Feature – CMSS-3D and TestingFeatures: X-Fi CMSS-3D
Creative Labs has invested a lot of resources into the research of creating an artificial sound field using a stereo output source. At a glance this technique is similar to how Dolby Headphone attempts to mimick environments on two speakers (5.1 to 2 speaker conversion), but Creative Labs has done more than Dolby’s spec as Creative Labs aims to make the technology useful many different speaker configurations.
Through Creative Labs’ research, there are four distinct algorithms for upmixing:
- CMSS-3DHeadphone :- Immersive 3D audio rendering over headphones
- CMSS-3DVirtual :- Immersive 3D audio rendering over two loudspeakers
- CMSS-3DSurround :- Multi-channel surround sound from two-channel recordings
- CMSS-3DInteractive :- Interactive 3D positional audio for multiple simultaneous sources.
All of these algorithms employ special processing that adjust the spatial qualities of the source audio to the target output. What this means for a headphone user is that the source audio is really 5.1 surround sound that has been carefully processed to remain faithful to the localization and timbre of the original 5.1 source and adjusted for stereo output.
From the description above, it’s hard to conceive how CMSS-3D can be any better than stereo upmixing offered by almost all audio solutions on the market these days. Once again my skepticism was unecessary as the technology works very well in most applications.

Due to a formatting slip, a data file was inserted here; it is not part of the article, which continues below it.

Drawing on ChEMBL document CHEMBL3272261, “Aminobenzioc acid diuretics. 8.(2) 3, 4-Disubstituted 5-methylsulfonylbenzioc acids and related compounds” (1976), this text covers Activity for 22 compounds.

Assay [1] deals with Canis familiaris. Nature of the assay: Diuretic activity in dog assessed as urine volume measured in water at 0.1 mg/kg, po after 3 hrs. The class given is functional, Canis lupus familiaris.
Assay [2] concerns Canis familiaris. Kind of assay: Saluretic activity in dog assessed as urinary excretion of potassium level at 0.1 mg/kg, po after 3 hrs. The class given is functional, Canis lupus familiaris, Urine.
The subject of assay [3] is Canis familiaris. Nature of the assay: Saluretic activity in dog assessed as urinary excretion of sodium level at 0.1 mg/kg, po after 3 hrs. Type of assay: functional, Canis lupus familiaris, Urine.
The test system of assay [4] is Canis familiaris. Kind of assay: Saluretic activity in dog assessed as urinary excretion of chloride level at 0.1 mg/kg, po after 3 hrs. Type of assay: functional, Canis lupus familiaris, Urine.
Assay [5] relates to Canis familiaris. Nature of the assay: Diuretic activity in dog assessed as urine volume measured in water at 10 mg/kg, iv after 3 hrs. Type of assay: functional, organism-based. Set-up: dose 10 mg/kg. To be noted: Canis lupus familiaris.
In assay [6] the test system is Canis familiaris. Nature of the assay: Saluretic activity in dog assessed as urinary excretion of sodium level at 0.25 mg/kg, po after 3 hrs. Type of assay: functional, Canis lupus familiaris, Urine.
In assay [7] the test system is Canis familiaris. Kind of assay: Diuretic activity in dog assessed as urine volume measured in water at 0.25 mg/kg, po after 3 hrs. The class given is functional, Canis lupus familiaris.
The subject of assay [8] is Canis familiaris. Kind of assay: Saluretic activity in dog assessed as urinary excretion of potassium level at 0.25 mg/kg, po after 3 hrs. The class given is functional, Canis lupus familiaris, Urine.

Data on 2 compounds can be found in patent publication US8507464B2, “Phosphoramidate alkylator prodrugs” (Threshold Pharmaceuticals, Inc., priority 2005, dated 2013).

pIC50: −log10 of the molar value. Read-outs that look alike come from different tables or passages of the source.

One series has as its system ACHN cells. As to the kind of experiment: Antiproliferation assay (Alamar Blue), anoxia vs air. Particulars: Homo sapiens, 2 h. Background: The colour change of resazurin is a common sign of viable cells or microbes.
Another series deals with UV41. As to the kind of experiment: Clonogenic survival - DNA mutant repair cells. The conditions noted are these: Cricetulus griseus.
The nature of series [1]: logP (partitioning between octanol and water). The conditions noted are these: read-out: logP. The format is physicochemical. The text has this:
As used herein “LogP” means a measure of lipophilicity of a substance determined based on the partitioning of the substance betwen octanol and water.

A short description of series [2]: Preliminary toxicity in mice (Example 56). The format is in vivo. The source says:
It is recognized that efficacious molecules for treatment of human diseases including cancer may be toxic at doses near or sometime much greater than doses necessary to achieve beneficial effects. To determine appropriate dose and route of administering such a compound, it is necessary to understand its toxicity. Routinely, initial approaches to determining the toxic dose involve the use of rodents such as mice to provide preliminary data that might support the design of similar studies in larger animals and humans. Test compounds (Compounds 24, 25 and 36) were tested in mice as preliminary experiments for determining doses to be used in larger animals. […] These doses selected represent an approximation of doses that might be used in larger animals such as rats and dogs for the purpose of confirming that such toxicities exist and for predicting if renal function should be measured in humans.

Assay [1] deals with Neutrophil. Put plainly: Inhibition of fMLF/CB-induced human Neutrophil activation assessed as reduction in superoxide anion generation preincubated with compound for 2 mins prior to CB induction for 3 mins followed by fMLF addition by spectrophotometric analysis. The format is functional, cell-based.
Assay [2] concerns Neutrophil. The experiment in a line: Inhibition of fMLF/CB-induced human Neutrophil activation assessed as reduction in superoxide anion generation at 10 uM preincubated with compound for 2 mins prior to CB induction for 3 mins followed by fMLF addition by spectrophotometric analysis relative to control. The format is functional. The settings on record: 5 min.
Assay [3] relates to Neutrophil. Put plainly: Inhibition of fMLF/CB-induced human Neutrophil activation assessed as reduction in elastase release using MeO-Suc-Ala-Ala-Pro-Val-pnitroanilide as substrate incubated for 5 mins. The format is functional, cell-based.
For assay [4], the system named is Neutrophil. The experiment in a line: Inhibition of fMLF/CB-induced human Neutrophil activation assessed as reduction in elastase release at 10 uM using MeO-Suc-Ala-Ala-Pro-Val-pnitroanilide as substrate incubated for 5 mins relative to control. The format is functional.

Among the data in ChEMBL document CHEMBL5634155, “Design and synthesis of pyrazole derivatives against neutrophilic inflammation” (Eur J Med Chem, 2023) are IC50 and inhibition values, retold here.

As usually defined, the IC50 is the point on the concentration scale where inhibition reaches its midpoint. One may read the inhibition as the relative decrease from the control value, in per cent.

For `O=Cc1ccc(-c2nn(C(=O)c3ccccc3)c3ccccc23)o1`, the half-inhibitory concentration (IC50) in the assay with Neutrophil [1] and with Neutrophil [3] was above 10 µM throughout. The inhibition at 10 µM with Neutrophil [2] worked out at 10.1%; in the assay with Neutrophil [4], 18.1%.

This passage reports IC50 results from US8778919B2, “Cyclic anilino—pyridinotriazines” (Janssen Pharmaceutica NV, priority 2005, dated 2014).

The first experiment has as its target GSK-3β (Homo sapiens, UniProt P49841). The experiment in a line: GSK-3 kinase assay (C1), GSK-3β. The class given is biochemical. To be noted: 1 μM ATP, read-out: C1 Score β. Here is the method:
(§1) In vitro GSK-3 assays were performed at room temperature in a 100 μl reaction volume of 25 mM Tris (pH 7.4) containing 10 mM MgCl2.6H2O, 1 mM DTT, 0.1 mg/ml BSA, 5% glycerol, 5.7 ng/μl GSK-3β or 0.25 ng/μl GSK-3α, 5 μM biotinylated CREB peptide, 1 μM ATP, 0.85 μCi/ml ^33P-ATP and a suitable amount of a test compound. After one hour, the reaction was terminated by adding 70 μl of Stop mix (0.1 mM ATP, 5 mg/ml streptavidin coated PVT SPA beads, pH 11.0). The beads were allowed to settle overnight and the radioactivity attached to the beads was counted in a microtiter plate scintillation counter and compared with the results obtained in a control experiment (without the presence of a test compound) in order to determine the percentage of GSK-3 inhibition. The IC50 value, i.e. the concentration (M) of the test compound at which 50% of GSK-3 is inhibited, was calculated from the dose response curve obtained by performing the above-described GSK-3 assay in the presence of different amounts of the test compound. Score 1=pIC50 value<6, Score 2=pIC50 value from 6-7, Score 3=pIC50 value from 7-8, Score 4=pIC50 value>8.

Listening to music with CMSS-3D enabled, it helped make more natural audio transitions between the left and right speakers by using the center channel for effect. Using the “XPand Stereo” option in the Entertainment mode settings yields an effect similar to Dolby Pro Logic II; instead of simply cloning front channel audio to the rear/surround speakers CMSS-3D uses those speakers for surround effects like the bass rythm, the tapping of the hi-hat. The result is a more natural enveloping sound with the melody and vocals staged at the front and peripheral audio flowing out from the surround speakers.
In games, I found that ambient noises like steam spewing from pipes or rats crawling on the floor more convincing with CMSS-3D enabled. For those of you with stereo setups you’ll be pleased that CMSS-3D will make your games sound a little more immersive. I tested FEAR with a 2.1 configuration and it fooled me in thinking my surround speakers were still enabled (I actually put my ear up to one to check :)). In surround sound mode (4.1 or higher) the results of CMSS-3D are harder to notice.
CMSS-3D in movies was really hard to notice in either 2.1 or 5.1 speaker configuration. Watching a variety of sequences from movies while toggling the CMSS-3D option on and off had no real effect to the sound field. I was expecting audio to sound more encompassing, but I didn’t really notice that effect at all.
CMSS-3D on headphones wasn’t too impressive.
Spatial quality changed, but hard to say if it was an improvement.
With headphones, CMSS-3D adds a nice spatial effect to your music which makes certain details appear closer to your position. I’m not sure if I would say this is an improvement but it does give you some variation to how you listen to your tunes. With games, the effect is not as noticeable as with loud speakers and I wouldn’t say the illusion of a larger space is all that convincing with a headset. You may be able to tweak the settings a bit to gain a better effect.